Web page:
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Biased AI And Its Implications On News And Education

The powers of AI, more specifically NLP’s (Natural Language Processing), have exploded in recent years. It was only just a few years ago that the best ones could write 1 or 2 sentences. Now, they are able to write full coherent essays that, to the human eye, look almost indistinguishable from what a human would write. With this massive leap forward in not only NLP’s but the entirety of the AI space in general, we are starting to see more real-world use cases and implementations in our day-to-day lives. One of these implementations that has caught my eye the most is the idea of having an AI journalist or any AI that collects information and summarises it for you. In theory, this should be one of the best ways to learn about something new. No longer would you have to worry about a journalist getting the facts wrong or being influenced by an outside source, now an AI can check all of the sources for you and provide an unbiased account of whatever you need to know. While in theory, this seems like it would work, in practice, it would be iffy at best.

But it’s a good idea… Right?

While yes, having an AI that looks through sources and gives you an unbiased account of something would work in theory, in practice, many different problems could arise. For example, let’s look at Microsoft’s new Bing AI. If you haven’t heard of it, you can ask it almost any question and it will search for the answer and provide a response that is fully cited. For example, if I ask it for ways to mitigate my climate footprint, it will search the internet for answers and provide me with an answer.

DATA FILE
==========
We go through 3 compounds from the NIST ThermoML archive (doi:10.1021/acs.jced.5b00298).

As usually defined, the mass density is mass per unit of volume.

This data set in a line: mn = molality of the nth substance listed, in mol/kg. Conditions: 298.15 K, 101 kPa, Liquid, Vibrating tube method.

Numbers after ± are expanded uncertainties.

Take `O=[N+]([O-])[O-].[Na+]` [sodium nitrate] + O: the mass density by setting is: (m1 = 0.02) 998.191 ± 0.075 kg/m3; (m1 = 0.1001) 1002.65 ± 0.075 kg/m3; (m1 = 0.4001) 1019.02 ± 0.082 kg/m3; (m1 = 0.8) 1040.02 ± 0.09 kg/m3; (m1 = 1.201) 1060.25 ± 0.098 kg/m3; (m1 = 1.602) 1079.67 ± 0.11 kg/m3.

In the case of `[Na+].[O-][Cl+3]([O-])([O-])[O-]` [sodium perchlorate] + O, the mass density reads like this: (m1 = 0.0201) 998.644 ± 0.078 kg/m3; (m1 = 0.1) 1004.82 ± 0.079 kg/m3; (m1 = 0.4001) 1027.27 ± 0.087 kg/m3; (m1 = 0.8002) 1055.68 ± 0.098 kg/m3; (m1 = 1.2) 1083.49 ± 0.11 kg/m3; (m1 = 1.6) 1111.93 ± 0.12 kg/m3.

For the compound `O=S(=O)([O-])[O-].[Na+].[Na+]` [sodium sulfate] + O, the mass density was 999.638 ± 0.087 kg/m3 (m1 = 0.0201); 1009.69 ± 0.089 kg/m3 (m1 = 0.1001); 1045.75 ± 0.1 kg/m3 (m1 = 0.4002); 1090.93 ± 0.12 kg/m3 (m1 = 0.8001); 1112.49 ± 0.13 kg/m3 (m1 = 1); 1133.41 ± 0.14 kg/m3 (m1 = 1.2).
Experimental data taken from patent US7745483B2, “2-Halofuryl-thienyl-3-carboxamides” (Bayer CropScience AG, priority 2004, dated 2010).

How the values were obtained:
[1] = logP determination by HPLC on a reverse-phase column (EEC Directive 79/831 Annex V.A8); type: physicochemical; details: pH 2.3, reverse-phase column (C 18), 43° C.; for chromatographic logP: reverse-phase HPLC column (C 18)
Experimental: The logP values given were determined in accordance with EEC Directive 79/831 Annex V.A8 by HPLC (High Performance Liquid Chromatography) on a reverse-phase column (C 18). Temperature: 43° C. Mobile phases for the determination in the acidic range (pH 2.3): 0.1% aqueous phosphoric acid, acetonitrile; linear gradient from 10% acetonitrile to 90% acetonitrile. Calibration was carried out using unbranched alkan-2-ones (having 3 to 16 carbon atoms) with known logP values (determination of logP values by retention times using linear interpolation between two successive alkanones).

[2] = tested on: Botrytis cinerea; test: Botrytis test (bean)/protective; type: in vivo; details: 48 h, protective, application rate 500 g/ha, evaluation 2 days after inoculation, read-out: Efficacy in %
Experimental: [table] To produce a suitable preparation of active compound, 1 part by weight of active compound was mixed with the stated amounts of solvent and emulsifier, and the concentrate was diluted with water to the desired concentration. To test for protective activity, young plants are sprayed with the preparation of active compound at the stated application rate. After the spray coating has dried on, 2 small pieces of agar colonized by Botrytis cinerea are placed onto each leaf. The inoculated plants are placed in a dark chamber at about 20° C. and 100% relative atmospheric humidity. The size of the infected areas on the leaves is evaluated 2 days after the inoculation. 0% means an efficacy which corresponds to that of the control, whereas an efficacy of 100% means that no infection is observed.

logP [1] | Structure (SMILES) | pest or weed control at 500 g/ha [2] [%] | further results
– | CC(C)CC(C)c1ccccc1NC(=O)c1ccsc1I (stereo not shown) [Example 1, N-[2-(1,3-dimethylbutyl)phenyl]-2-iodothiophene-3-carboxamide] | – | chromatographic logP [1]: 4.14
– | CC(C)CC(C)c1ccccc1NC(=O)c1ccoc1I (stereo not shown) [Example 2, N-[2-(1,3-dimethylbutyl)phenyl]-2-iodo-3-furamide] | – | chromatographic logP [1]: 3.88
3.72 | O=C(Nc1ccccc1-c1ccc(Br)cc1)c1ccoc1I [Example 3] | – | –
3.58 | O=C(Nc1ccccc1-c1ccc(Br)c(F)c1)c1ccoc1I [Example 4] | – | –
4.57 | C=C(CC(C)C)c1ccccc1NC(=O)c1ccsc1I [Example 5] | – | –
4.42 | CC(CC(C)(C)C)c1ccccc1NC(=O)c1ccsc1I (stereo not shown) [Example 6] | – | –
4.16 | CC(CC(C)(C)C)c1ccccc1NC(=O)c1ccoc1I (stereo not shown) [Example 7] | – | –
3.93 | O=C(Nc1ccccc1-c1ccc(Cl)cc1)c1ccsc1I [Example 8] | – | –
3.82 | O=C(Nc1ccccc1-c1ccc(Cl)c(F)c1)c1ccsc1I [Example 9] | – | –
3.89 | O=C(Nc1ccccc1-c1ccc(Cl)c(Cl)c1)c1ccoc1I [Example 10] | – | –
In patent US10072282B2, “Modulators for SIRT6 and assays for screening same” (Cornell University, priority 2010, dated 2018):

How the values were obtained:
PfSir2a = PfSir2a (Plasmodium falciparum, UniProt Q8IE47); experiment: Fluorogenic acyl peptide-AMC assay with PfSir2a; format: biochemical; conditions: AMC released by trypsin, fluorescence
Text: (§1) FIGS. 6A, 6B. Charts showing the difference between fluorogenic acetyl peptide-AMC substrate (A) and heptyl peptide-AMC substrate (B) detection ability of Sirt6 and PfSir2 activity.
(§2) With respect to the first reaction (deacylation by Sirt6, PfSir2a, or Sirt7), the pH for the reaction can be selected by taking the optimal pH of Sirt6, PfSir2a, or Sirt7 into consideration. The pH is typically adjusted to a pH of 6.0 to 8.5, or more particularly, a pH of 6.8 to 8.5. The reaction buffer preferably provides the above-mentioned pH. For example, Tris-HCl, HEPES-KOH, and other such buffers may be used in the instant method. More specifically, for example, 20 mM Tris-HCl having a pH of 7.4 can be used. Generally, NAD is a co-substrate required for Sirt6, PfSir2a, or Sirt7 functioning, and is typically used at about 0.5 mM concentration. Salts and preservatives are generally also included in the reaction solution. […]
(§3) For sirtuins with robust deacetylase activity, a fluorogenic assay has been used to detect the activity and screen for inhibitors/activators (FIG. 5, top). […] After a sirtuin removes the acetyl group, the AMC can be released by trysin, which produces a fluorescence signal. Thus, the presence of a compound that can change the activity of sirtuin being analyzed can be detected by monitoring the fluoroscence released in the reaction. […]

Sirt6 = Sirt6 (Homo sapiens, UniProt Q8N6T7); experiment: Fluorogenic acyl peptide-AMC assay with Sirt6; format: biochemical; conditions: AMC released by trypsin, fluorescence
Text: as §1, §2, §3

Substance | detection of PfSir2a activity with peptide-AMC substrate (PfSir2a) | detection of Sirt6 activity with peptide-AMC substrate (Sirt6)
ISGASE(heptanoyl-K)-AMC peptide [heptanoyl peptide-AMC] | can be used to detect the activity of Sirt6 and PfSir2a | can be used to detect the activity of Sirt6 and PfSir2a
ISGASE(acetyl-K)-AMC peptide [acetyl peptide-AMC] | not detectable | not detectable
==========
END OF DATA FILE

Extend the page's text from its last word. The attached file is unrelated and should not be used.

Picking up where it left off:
Bing AI Example

While this is very cool, there are still major hypothetical problems with the system. For example, going back to the climate change question, what if the AI cherrypicked sources that encourage you to use technology that the creators of the AI are heavily invested in? Or what if the creators of the AI were paid to make it show some products over others? While this may seem like it would be far off in the future or too hard to do, I would argue that it is very easy and a lot more common than you would think.

Defective by design

Biased AI Example

The above image shows an example of how AI can so easily be biased. In under 5 minutes, I was able to instruct gpt-3.5-turbo (ChatGPT) to try and convince people that the moon landing was faked. As you can see, when asked about something that doesn’t relate to the Apollo missions or the moon landing, it just answers like it would normally. However, when asked about the moon landing, It immediately stated that it was fake and started to criticise existing evidence. While this example is quite blatant in terms of how obvious it is, there are many more ways to do this that are a lot more subtle and systematic.

If you have ever used ChatGPT before, you have probably seen something like this. For example, if you ask the question: